object (self)
inherit point ~x:x ~y:y ()
val mutable r = r
 
method r = r
method set_r r' = r <- r'
method print = Printf.sprintf "Circle (%f, %f, %f)" r x y
end
 
let print x = print_endline x#print
 
let () =
let p = new point () in
let c = new circle () in
print c;
print p;
c#set_x 10.0;
print c;
print (new point ~y:2.1 ())

[edit] ooRexx

ooRexx supports traditional class-based polymorphism. The polymorphic methods can be part of the main class sequence or brought in using mixins for multiple inheritance situations. Here is a simple example using point and circle classes in a hierarchy.

 
p = .point~new(3,2)
c = .circle~new(,2,6)
 
p~print
c~print
 
::class point
::method init
expose x y
use strict arg x = 0, y = 0 -- defaults to 0 for any non-specified coordinates
 
::attribute x
::attribute y
 
::method print
expose x y
say "A point at location ("||x","y")"
 
::class circle subclass point
::method init
expose radius
use strict arg x = 0, y = 0, radius = 0
self~init:super(x, y) -- call superclass constructor
 
::attribute radius
 
::method print
expose radius
say "A circle of radius" radius "centered at location ("||self~x","self~y")"
 
 

Output:

A point at location (3,2)
A circle of radius 6 centered at location (0,2) 


Method binding in ooRexx is late and dynamic. In many situations, polymorphism can be achieved merely by providing an expected method. It is not necessary for an object to be of a particular class hierarchy. In the example below, both point and circle implement a print method, but there is no class relationship between these classes other than what they inherit from the object class.

 
p = .point~new(3,2)
c = .circle~new(,2,6)
 
p~print
c~print
 
::class point
::method init
expose x y
use strict arg x = 0, y = 0 -- defaults to 0 for any non-specified coordinates
 
::attribute x
::attribute y
 
::method print
expose x y
say "A point at location ("||x","y")"
 
::class circle
::method init
expose x y radius
use strict arg x = 0, y = 0, radius = 0
 
::attribute radius
::attribute x
::attribute y
 
::method print
expose radius x y
say "A circle of radius" radius "centered at location ("||x","y")"
 
 

Output:

A point at location (3,2)
A circle of radius 6 centered at location (0,2) 


[edit] OxygenBasic

Also uses method overloading, named parameters in the constructors, inheritance with method overrides.

Other primitives convert to floats automatically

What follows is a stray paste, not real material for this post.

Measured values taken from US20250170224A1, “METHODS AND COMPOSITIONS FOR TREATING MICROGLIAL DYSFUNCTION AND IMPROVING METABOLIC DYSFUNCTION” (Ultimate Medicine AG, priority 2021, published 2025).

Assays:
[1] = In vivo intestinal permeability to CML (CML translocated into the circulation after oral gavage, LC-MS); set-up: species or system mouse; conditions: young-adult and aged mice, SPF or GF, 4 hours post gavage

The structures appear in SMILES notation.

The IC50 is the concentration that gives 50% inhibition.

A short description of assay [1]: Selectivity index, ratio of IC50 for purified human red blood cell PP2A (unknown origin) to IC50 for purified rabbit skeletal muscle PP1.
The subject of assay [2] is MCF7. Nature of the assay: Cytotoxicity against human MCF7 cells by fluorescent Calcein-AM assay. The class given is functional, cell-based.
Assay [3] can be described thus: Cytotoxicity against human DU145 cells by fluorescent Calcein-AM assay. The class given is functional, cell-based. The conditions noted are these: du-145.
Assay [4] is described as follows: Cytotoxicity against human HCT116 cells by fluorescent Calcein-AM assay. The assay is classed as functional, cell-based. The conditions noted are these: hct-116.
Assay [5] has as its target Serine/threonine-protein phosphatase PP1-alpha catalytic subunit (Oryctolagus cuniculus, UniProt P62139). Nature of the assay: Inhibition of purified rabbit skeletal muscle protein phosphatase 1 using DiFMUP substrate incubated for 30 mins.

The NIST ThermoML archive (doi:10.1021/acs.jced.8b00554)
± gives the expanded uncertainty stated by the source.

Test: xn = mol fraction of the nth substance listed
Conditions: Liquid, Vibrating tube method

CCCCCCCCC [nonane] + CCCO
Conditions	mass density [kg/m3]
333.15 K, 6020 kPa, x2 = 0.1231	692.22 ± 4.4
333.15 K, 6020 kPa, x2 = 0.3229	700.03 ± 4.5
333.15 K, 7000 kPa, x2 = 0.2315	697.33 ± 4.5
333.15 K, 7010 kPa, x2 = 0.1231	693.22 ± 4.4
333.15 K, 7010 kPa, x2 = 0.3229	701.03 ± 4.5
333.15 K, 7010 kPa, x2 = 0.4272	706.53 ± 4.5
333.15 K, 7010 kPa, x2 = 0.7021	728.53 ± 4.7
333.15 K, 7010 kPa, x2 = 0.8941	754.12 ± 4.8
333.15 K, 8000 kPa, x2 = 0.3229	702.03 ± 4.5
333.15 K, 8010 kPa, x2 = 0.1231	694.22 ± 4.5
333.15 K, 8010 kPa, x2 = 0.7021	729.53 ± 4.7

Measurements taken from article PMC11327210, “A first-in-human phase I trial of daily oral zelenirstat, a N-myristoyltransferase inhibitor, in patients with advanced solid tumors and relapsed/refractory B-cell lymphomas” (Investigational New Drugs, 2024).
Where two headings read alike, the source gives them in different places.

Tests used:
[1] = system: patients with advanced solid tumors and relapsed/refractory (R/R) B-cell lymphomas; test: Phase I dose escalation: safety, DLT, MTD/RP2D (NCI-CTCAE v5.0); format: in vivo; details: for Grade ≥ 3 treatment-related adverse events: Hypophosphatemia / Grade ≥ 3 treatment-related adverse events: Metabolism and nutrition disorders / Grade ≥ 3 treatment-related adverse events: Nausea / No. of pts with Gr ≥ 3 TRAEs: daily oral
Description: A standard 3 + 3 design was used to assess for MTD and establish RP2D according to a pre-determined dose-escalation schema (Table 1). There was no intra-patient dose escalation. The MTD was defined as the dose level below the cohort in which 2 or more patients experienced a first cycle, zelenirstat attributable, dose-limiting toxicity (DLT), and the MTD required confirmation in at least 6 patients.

A compact format for the methods is used to improve layout.

 
type tpoint float xx,yy
type tcircle float xx,yy,rr
 
'==========
class point
'==========
'
has tpoint
'
method constructor (float x=0,y=0){this<=x,y}
method destructor {}
method V() as point {return @this}
method V(tpoint*a) {this<=a.xx,a.yy}
method V(point *a) {this<=a.xx,a.yy}
method X() as float {return xx}
method Y() as float {return yy}
method X(float a) {xx=a}
method Y(float a) {yy=a}
method clear() {this<=.0,.0}
method show() as string {return "x=" xx ", y=" yy }
'
end class
 
 
'===========
class circle
'===========
'
has point
float rr
'
method constructor (float x=.0,y=.0,r=1.0){this<=x,y,r}
method V(tcircle*a) {this<=a.xx,a.yy,a.rr}
method V(circle *a) {this<=a.xx,a.yy,a.rr}
method R() as float {return rr}
method R(float a) {rr=a}
method clear() {this<=.0,.0,.0}
method show() as string {return "x=" xx ", y=" yy ", r=" rr }
'
end class
 
'=====
'TESTS
'=====
 
new circle ca (r=.5)
new circle cb (x=10,y=10)
new circle cc (10,10,0.5)
 
cb.r="7.5" 'will convert a string value
 
cb.y=20
 
print cb.show 'result x=10, y=20 ,r=7.5
 
del ca : del cb : del cc
 

[edit] Oz

No inheritance necessary for polymorphism, so we don't use it here (a circle is certainly not a point). Default constructors are implemented by named default arguments. No accessors because we use immutable public attributes ("features").

class Point
feat
x
y
 
meth init(x:X<=0.0 y:Y<=0.0)
self.x = X
self.y = Y
end
 
meth print
{System.showInfo
"Point("#
"x:"#self.x#
", y:"#self.y#
")"}
end
end
 
class Circle
feat
center
r
 
meth init(center:C<={New Point init} r:R<=1.0)
self.center = C
self.r = R
end
 
meth print
{System.showInfo
"Circle("#
"x:"#self.center.x#
", y:"#self.center.y#
", r:"#self.r#
")"}
end
end

[edit] Pascal

See Delphi

[edit] Perl

What polymorphic function means in the context of Perl is as clear as mud. subs already can take anything as parameter by default. Destructors are automatic, so I dropped them.

{
package Point;
use Class::Spiffy -base;
use Clone qw(clone);
 
sub _print {
my %self = %{shift()};
while (my ($k,$v) = each %self) {
print "$k: $v\n";
}
}
 
sub members {
no strict;
grep {
1 == length and defined *$_{CODE}
} keys %{*{__PACKAGE__."\::"}};
}
 
sub new {
my $class = shift;
my %param = @_;
$param{$_} = 0 for grep {!defined $param{$_}} members;
bless \%param, $class;
}
 
sub copy_constructor {
clone shift;
}
 
sub copy_assignment {
my $self = shift;
my $from = shift;
$self->$_($from->$_) for $from->members;
}
 
field 'x';
field 'y';
}
 
{
package Circle;
use base qw(Point);
field 'r';
}
 
{
package main;
$_->_print, print "\n" for (
Point->new,
Point->new(x => 2),
Point->new(y => 3),
Point->new(x => 8, y => -5),
);
my $p1 = Point->new(x => 8, y => -5);
 
my $p2 = $p1->copy_constructor;
print "we are really different objects, not just references ".
"to the same instance\n" unless \$p1 eq \$p2;
 
# accessors autogenerated
$p1->x(1);
$p1->y(2);
print $p1->x, "\n";
print $p1->y, "\n";
 
$p2->copy_assignment($p1);
print $p2->x, "\n";
print $p2->y, "\n";
print "we now have the same values, but we are still ".
"different objects\n" unless \$p1 eq \$p2;
 
$_->_print, print "\n" for (
Circle->new,
Circle->new(x => 1),